• Comment number 80.

    Yes indeed India can and may come back and this is going to be a great series. But MS Dhoni's comments about things "going wrong" for India that related to injuries and pitch conditions rather than acknowledging an underprepared Indian team not living up to its billing suggests that England may be only one match away from putting this Indian team away.

    Problems cannot be solved unless they are properly analyzed and India certainly has the coaching staff to see the obvious. However, the injury streak that has hit the Indian team since the World Cup and due to the IPL is clearly beginning to catch up with this team and Duncan Fletcher cannot address that. The Indian spin department led by Harbhajan is now showing its age and unless a dramatic turnaround becomes evident quickly, there is little reason to believe the Indian spin attack can drive this series. And any hamstring injury as serious as the one that caused Zaheer to be unable to participate in this critical match after making such a strong beginning is one that is not going to heal quickly-and if Zaheer does play in the second Test, its only a matter of time before India is down to three front line bowlers again unless they cover with a fifth bowler which is unlikely given the batting failures at Lords.

    All told, India appear to lack the swagger that should appear with the No. 1 Test Team, a swagger that was already noticeaby absent in the West Indies when they made the decision to take a 1-0 series win when a dominant 2-0 win against a weak side was there for any aggresive team to take through a run-chase in the Third Test at Windsor Park in Dominica-with a full paying house in attendance which is itself a rarity in Test Matches outside England and Australia these days.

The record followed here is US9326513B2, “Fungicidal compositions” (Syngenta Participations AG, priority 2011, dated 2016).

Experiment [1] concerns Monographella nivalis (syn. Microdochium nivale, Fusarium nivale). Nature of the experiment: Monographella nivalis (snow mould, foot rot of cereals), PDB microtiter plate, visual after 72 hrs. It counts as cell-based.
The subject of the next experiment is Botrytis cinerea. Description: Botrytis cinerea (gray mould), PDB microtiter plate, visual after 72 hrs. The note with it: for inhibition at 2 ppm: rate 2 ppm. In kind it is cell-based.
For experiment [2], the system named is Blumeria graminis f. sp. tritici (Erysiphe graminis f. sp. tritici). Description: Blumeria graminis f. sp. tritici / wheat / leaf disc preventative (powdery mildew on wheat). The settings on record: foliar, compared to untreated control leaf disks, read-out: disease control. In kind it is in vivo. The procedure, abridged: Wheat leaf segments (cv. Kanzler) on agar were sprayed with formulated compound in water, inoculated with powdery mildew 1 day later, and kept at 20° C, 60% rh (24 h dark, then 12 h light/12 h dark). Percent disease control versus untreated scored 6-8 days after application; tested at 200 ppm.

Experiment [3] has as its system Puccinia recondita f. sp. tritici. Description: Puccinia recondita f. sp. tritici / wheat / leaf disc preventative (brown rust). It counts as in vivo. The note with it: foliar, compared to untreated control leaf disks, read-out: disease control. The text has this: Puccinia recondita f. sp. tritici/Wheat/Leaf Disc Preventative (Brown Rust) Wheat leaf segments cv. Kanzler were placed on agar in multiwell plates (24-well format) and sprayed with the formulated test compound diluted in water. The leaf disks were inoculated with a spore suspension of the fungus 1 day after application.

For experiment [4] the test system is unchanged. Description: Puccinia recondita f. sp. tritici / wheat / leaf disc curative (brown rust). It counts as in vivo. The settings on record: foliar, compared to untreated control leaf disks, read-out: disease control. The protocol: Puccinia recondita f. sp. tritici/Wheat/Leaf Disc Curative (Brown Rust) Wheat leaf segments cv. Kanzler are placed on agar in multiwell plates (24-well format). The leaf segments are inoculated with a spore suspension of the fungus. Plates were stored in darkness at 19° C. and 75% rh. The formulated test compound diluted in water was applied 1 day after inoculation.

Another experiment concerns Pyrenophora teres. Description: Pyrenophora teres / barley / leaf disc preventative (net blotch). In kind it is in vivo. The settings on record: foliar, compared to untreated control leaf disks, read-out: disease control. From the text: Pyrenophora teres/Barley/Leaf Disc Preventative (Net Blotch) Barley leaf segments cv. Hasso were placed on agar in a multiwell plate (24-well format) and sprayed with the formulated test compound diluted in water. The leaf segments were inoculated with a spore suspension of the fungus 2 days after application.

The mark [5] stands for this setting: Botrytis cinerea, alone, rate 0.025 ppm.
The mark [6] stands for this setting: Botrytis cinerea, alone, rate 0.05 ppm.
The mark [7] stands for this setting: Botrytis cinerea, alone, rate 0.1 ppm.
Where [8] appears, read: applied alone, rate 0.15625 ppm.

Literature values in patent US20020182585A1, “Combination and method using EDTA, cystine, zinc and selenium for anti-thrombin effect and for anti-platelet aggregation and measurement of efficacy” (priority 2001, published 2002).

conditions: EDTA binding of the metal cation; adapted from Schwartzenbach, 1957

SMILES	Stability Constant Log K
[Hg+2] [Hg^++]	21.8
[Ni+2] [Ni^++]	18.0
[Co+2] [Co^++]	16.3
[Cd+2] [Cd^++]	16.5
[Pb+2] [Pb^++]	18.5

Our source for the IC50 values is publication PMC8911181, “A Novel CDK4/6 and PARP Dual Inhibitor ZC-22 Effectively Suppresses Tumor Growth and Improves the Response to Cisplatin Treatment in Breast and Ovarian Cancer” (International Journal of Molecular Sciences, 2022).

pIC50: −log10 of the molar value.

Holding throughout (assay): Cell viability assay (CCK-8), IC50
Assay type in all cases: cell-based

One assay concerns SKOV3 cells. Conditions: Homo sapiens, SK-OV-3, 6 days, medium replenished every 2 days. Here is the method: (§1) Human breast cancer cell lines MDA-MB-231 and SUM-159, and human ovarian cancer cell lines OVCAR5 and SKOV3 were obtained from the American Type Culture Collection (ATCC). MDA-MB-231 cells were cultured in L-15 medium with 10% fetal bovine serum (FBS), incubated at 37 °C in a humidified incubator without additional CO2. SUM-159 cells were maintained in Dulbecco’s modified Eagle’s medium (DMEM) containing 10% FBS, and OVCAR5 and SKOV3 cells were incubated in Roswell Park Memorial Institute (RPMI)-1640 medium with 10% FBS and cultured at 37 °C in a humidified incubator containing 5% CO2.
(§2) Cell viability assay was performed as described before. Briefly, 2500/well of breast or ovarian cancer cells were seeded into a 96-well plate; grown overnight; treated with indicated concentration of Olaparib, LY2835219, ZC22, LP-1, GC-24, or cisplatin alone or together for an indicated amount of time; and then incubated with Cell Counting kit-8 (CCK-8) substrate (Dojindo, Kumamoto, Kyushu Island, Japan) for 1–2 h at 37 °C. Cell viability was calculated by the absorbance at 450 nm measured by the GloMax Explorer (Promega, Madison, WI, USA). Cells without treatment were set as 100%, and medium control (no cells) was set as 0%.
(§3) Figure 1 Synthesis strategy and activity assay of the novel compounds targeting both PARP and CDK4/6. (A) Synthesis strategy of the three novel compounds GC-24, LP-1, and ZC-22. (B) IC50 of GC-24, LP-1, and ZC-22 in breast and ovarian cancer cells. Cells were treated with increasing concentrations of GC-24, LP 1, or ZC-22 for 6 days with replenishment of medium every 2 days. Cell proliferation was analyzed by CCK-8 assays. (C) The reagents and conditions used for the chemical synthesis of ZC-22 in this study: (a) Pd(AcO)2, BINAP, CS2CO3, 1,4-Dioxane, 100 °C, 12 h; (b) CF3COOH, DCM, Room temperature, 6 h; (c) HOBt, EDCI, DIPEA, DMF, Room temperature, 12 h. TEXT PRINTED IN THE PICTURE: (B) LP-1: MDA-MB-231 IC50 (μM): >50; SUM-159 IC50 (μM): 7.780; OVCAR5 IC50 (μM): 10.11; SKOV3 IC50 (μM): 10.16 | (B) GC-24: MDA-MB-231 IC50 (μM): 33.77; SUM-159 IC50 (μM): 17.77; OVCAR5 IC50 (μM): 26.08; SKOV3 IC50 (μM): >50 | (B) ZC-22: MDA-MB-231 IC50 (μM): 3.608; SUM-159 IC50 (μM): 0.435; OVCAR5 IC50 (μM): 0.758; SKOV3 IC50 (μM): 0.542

Finally, it continues to amaze that all of the TV and match audience has the benefit of a full UDRS system in place but the umpires and players do not. The major lbw decisions that went against England did not fortunately affect the outcome of the match, but its only a matter of time before they do and then the uplifting mood of this series to date is bound to be affected and the on-field player interactions will worsen.

    This is a pity given the tremendous boost this series is giving to Test Cricket. When a country is leading a sport, it has a responsibility to move the sport forward, not just to be the "best team." Its a pity that the last two Number Ones, Australia and India will be remembered for failing that basic test. Australia under Ponting for having demonstrated boorish on field behavior, and India due to the BCCI's power plays failing to improve the quality of the sport--and actually taking it backwards.

    England have a great opportunity to take the No. 1 spot and with it perhaps a greater opportunity to keep improving the sport we all love. Lets hope that opportunity will be taken if it presents itself.

  • Comment number 81.

    the fantastic thing now for england is that whilst in the past people would think "i could do a better job than those stupid selectors" i suspect most people now trust the selectors to make the right decision. Although we all have different opinions it has finally got to the stage where the selectors strauss and flower are doing the best possible job. Five bowlers only really works with a genuine allrounder and as we are 1-0 up the onus is on them to bowl us out twice so we shouldn't make it easy for them

  • Comment number 82.

    On the Trott-Dravid comparison (#72 and refs therein), one is a young, rising player in phenomenal form, the other is a legend nearing the end of his career. The fact that he is second highest scorer of all time is irrelevant. In 1985 Geoff Boycott was still the second highest scorer of all time in Tests (I believe), but Tim Robinson kept him out of the Test side. Why? Robinson was a young gun in superb form and Boycott was nearing retirement! It didn't matter how many Test centuries Boycs had, on the head to head at the time the younger player was the better bet.